Stellantis Debuts the Hurricane, a Low-emission, High-powered Engine

Stellantis in Auburn Hills today revealed the Hurricane, a new 3.0-liter, twin-turbo, inline, six-cylinder engine.
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Stellantis has debuted its Hurricane engine, designed to have the power of V-8 with lower emissions and higher fuel efficiency. // Courtesy of Stellantis
Stellantis has debuted its Hurricane engine, designed to have the power of V-8 with lower emissions and higher fuel efficiency. // Courtesy of Stellantis

Stellantis in Auburn Hills today revealed the Hurricane, a new 3.0-liter, twin-turbo, inline, six-cylinder engine.

The power plant is designed to deliver better fuel economy and fewer emissions than larger engines, while generating horsepower and torque comparable to naturally aspirated V-8 and boosted six-cylinder power plants.

With a smooth-running I-6 configuration, the Hurricane twin-turbo’s base architecture enables Stellantis propulsion systems engineers to create two distinct variants:

  • Standard Output (SO): Optimized for fuel economy, including the use of cooled exhaust gas circulation (EGR), while delivering enhanced power and torque — more than 400 horsepower and 450 lb.-ft. of torque.
  • High Output (HO): Optimized for great performance — more than 500 horsepower and 475 lb.-ft. of torque — while maintaining significant fuel economy during heavy use, such as towing.

“As Stellantis aims to become the U.S. leader in electrification, with a 50 percent battery-electric vehicle (BEV) sales mix by 2030, internal combustion engines will play a key role in our portfolio for years to come and we owe it to our customers and the environment to provide the cleanest, most efficient propulsion possible,” says Micky Bly, Stellantis head of propulsion systems.

“The Hurricane twin-turbo is a no-compromise engine that delivers better fuel economy and an important reduction in greenhouse gases without asking our customers to give up performance.”

The Hurricane twin-turbo offers a broad, flat torque band that sees the engine maintain at least 90 percent of peak torque from 2,350 rotations per minute (rpm) all the way to its red line. Specific horsepower and torque ratings will vary based on vehicle. The first vehicles powered by the Hurricane twin-turbo I-6 reach dealership showrooms this year.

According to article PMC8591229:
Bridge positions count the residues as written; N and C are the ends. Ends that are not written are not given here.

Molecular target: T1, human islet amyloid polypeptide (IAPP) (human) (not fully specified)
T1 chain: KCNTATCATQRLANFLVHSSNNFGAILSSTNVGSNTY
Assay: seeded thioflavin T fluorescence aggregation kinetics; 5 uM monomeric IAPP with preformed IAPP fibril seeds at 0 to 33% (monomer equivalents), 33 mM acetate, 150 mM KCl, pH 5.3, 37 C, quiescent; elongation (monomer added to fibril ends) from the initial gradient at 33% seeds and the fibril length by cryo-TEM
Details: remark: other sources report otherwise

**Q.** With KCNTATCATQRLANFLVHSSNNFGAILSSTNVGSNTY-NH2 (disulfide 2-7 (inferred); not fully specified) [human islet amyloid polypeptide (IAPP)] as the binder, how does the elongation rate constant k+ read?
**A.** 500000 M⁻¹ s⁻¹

Stellantis propulsion system engineers employed a suite of state-of-the-art technologies for the Hurricane twin-turbo to deliver reduced emissions and attain big-engine power:

  • Two low-inertia, high-flow turbochargers, each feeding three cylinders, for rapid response to throttle inputs.
  • Plasma Transfer Wire Arc (PTWA) coating in the cylinder bores for an ultra-thin, low-friction wear surface.
  • High-pressure direct fuel injection with pumps (single for SO/dual for HO) actuated by a dedicated chain-driven shaft.
  • Dual overhead camshafts with wide-range, fully independent variable valve timing.
  • Fuel-saving engine stop-start (ESS) function with robust starter motor for quick restarts.
  • Engine-mounted water-to-air charge cooler with a dedicated cooling circuit (single inlet for SO/dual inlet for HO).
  • Dual water-cooled exhaust manifolds integrated in the cylinder head.
  • Continuously variable displacement oil pump with integrated scavenge stage tailors pump output to engine demand, reducing frictional losses and helping save fuel.
  • High-flow ball-valve thermostat minimizes restriction in the cooling system, reducing mechanical losses.

The Hurricane twin-turbo I-6 is available in North America for vehicles using the STLA Large and STLA Frame platforms. The 3.0-liter Hurricane twin-turbo I-6 is produced at Stellantis’ Saltillo Engine Plant in Mexico.

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